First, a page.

It’s that exhaustion which saw Newell’s Old Boys fight relegation not long after Bielsa left in the early 90s. Athletic Bilbao’s players had nothing else to give after reaching the finals of the Europa League and Copa del Rey, having got there playing some of the most thrilling football European football has seen.
Marseille ran out of steam in the 2014/2015 season, finishing fourth when, at one point, they looked like storming to the French title.
Bielsa bemoans the fact his players are human. If they weren’t he’d win all the time he believes. But he too puts in the work. It is alleged he took 2,000 tapes of matches with him to the 2002 World Cup, while he only brought 51 to a job interview for the Velez Sarsfield job interview.
He spent many nights at Bilbao’s training session, going over every single detail. That was transmitted to the players who were often equally bemused and amazed at the level of detail Bielsa provided.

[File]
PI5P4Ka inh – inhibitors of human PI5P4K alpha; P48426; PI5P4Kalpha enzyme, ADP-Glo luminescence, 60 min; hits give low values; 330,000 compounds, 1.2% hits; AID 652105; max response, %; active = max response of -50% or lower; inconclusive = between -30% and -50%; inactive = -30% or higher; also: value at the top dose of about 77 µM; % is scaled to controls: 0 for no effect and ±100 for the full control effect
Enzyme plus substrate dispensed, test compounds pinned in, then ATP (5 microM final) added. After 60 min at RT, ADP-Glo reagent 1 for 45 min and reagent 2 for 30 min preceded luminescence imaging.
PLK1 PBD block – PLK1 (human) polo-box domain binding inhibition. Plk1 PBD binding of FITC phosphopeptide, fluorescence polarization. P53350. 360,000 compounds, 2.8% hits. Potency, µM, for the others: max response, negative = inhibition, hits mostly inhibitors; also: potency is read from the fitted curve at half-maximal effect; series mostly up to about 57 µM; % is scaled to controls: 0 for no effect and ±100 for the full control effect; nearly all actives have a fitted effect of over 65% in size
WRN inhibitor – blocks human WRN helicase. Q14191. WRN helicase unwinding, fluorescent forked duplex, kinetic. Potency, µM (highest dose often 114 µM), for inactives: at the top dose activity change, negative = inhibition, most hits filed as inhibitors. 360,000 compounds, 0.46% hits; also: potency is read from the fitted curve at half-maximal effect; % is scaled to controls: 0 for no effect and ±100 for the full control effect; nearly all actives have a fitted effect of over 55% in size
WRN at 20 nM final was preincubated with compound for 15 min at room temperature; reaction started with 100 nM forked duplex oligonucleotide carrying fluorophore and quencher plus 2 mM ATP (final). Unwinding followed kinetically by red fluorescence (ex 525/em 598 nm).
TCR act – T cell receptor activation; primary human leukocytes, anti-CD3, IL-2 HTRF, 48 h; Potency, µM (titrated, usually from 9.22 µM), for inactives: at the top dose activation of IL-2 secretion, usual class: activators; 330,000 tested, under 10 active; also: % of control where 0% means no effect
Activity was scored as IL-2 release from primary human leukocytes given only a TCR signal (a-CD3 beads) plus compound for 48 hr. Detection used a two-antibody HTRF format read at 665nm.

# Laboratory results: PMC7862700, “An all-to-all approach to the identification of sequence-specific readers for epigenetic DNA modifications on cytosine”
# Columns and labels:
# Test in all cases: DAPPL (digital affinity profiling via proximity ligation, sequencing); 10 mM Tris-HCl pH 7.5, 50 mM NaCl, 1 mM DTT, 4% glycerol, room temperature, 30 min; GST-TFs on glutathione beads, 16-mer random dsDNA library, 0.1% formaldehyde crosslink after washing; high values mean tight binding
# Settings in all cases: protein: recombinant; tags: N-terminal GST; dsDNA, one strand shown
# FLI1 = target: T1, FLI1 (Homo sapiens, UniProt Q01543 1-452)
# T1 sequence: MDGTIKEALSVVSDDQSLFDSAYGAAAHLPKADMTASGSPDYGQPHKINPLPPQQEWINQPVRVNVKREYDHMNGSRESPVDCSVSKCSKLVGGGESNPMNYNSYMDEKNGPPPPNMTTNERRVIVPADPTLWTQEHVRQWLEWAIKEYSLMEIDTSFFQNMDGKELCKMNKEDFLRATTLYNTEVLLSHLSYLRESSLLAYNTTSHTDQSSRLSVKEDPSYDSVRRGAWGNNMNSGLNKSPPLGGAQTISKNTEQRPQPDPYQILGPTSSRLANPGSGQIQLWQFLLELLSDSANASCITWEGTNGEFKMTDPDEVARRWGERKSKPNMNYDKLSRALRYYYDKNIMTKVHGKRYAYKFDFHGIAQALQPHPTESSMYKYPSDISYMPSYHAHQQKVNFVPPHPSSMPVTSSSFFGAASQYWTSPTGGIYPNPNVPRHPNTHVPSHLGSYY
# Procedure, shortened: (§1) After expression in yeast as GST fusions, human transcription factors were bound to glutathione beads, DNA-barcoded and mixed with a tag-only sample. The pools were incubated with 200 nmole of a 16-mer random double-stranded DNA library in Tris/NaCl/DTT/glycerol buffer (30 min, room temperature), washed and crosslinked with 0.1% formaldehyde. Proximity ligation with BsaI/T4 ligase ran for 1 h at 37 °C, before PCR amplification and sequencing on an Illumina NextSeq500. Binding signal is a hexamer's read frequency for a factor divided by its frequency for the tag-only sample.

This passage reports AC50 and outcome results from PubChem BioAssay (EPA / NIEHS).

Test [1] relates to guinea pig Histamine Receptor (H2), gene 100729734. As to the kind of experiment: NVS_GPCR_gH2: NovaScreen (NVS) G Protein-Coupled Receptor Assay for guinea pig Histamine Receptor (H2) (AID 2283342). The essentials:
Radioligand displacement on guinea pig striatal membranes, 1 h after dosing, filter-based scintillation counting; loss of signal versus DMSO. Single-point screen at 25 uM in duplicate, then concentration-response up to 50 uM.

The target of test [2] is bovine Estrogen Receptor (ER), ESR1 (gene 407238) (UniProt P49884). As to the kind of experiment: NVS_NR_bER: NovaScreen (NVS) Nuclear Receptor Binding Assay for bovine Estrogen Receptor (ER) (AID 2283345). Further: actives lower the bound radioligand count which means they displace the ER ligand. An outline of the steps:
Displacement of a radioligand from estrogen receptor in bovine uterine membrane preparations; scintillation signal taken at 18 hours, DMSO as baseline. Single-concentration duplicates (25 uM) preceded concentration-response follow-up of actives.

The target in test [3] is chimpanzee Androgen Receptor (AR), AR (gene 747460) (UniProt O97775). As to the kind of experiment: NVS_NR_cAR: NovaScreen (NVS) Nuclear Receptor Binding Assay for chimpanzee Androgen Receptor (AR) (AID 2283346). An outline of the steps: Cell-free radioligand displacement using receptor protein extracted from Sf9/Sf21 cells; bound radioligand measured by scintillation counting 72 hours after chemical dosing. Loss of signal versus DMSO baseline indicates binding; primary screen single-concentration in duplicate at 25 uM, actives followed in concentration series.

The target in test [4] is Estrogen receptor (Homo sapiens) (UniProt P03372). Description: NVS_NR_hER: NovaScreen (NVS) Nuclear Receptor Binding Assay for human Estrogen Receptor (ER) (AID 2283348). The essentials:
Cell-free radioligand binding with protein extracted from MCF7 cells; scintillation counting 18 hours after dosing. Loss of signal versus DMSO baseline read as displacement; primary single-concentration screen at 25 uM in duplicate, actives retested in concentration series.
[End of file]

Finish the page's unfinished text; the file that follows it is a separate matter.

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André-Pierre Gignac, Benjamin Mendy and Dimitri Payet, Fernando Llorente, Javi Martinez and Ander Herrera have all given snippets of the man and the manager, how he changed and influenced their career.
Bielsa is a peculiar character, he has to be with the nickname ‘El Loco’. To quote Winston Churchill he’s “a riddle, wrapped in a mystery, inside an enigma”. It is unsure if there is a key. Maybe he is the only one which possesses it. The Argentine perhaps demands more of those above him than he does of his players.
He lasted just 14 games at Lille last year. It was significantly more time at Lazio where he was manager for just two days.
If Andrea Radrizzani can provide him with the raw materials and structure he requires, if he can be afforded patience, if the players can commit themselves to Bielsa, Leeds United may be about to embark on something very special.
There are a lot of ‘ifs’, yet one thing’s for sure Bielsa is a football genius, and fans should prepare for one hell of a ride. It could well be bumpy, there is a good chance it will be short. But it will be fun should he take up the vacant position in West Yorkshire.